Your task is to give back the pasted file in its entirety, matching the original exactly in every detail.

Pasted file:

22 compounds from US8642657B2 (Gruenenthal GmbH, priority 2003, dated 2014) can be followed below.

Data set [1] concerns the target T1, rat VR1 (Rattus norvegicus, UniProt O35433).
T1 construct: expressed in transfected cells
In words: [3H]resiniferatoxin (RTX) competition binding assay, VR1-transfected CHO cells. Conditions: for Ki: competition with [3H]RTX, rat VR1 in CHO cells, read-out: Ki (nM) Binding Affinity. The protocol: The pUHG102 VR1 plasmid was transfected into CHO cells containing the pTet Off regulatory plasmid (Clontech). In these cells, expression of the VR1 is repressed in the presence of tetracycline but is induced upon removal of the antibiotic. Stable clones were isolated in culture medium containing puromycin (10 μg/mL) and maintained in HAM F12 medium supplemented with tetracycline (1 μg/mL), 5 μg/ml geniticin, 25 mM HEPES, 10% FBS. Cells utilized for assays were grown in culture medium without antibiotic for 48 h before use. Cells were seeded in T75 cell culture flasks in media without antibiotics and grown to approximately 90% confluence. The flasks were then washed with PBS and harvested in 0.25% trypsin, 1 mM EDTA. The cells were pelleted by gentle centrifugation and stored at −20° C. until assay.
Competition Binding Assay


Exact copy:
22 compounds from US8642657B2 (Gruenenthal GmbH, priority 2003, dated 2014) can be followed below.

Data set [1] concerns the target T1, rat VR1 (Rattus norvegicus, UniProt O35433).
T1 construct: expressed in transfected cells
In words: [3H]resiniferatoxin (RTX) competition binding assay, VR1-transfected CHO cells. Conditions: for Ki: competition with [3H]RTX, rat VR1 in CHO cells, read-out: Ki (nM) Binding Affinity. The protocol: The pUHG102 VR1 plasmid was transfected into CHO cells containing the pTet Off regulatory plasmid (Clontech). In these cells, expression of the VR1 is repressed in the presence of tetracycline but is induced upon removal of the antibiotic. Stable clones were isolated in culture medium containing puromycin (10 μg/mL) and maintained in HAM F12 medium supplemented with tetracycline (1 μg/mL), 5 μg/ml geniticin, 25 mM HEPES, 10% FBS. Cells utilized for assays were grown in culture medium without antibiotic for 48 h before use. Cells were seeded in T75 cell culture flasks in media without antibiotics and grown to approximately 90% confluence. The flasks were then washed with PBS and harvested in 0.25% trypsin, 1 mM EDTA. The cells were pelleted by gentle centrifugation and stored at −20° C. until assay.
Competition Binding Assay